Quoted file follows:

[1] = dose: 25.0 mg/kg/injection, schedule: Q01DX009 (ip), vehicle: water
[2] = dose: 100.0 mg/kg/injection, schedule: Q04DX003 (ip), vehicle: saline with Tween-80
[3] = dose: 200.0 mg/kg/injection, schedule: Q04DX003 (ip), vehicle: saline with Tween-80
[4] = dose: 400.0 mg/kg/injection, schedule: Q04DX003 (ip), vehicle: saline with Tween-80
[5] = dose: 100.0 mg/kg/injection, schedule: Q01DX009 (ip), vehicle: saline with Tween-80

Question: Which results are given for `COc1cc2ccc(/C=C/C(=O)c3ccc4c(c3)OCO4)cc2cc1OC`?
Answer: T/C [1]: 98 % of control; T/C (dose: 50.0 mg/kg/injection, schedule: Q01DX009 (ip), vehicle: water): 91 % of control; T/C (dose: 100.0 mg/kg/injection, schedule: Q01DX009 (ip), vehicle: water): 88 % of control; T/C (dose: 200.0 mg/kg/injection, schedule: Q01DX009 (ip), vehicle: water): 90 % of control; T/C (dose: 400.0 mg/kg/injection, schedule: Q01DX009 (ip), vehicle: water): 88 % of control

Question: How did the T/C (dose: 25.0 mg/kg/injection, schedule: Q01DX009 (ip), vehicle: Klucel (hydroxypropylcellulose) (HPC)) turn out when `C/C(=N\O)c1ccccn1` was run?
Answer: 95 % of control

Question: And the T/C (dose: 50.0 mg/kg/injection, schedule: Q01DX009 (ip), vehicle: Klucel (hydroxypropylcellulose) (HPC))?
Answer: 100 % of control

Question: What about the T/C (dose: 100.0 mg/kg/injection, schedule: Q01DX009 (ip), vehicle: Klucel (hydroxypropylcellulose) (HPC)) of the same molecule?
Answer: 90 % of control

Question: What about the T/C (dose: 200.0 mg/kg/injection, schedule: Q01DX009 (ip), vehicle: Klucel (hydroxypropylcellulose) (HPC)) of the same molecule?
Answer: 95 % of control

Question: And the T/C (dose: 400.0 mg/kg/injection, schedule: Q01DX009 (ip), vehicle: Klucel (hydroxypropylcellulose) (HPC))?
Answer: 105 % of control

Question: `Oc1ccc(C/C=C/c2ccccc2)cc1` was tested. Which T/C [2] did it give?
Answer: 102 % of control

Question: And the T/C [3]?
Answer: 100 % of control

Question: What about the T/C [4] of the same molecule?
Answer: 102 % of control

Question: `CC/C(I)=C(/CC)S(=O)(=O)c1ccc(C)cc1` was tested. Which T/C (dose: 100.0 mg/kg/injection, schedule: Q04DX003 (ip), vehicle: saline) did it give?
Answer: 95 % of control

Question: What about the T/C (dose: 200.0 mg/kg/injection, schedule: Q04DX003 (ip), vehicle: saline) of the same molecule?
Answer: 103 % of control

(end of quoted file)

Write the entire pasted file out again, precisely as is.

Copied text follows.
[1] = dose: 25.0 mg/kg/injection, schedule: Q01DX009 (ip), vehicle: water
[2] = dose: 100.0 mg/kg/injection, schedule: Q04DX003 (ip), vehicle: saline with Tween-80
[3] = dose: 200.0 mg/kg/injection, schedule: Q04DX003 (ip), vehicle: saline with Tween-80
[4] = dose: 400.0 mg/kg/injection, schedule: Q04DX003 (ip), vehicle: saline with Tween-80
[5] = dose: 100.0 mg/kg/injection, schedule: Q01DX009 (ip), vehicle: saline with Tween-80

Question: Which results are given for `COc1cc2ccc(/C=C/C(=O)c3ccc4c(c3)OCO4)cc2cc1OC`?
Answer: T/C [1]: 98 % of control; T/C (dose: 50.0 mg/kg/injection, schedule: Q01DX009 (ip), vehicle: water): 91 % of control; T/C (dose: 100.0 mg/kg/injection, schedule: Q01DX009 (ip), vehicle: water): 88 % of control; T/C (dose: 200.0 mg/kg/injection, schedule: Q01DX009 (ip), vehicle: water): 90 % of control; T/C (dose: 400.0 mg/kg/injection, schedule: Q01DX009 (ip), vehicle: water): 88 % of control

Question: How did the T/C (dose: 25.0 mg/kg/injection, schedule: Q01DX009 (ip), vehicle: Klucel (hydroxypropylcellulose) (HPC)) turn out when `C/C(=N\O)c1ccccn1` was run?
Answer: 95 % of control

Question: And the T/C (dose: 50.0 mg/kg/injection, schedule: Q01DX009 (ip), vehicle: Klucel (hydroxypropylcellulose) (HPC))?
Answer: 100 % of control

Question: What about the T/C (dose: 100.0 mg/kg/injection, schedule: Q01DX009 (ip), vehicle: Klucel (hydroxypropylcellulose) (HPC)) of the same molecule?
Answer: 90 % of control

Question: What about the T/C (dose: 200.0 mg/kg/injection, schedule: Q01DX009 (ip), vehicle: Klucel (hydroxypropylcellulose) (HPC)) of the same molecule?
Answer: 95 % of control

Question: And the T/C (dose: 400.0 mg/kg/injection, schedule: Q01DX009 (ip), vehicle: Klucel (hydroxypropylcellulose) (HPC))?
Answer: 105 % of control

Question: `Oc1ccc(C/C=C/c2ccccc2)cc1` was tested. Which T/C [2] did it give?
Answer: 102 % of control

Question: And the T/C [3]?
Answer: 100 % of control

Question: What about the T/C [4] of the same molecule?
Answer: 102 % of control

Question: `CC/C(I)=C(/CC)S(=O)(=O)c1ccc(C)cc1` was tested. Which T/C (dose: 100.0 mg/kg/injection, schedule: Q04DX003 (ip), vehicle: saline) did it give?
Answer: 95 % of control

Question: What about the T/C (dose: 200.0 mg/kg/injection, schedule: Q04DX003 (ip), vehicle: saline) of the same molecule?
Answer: 103 % of control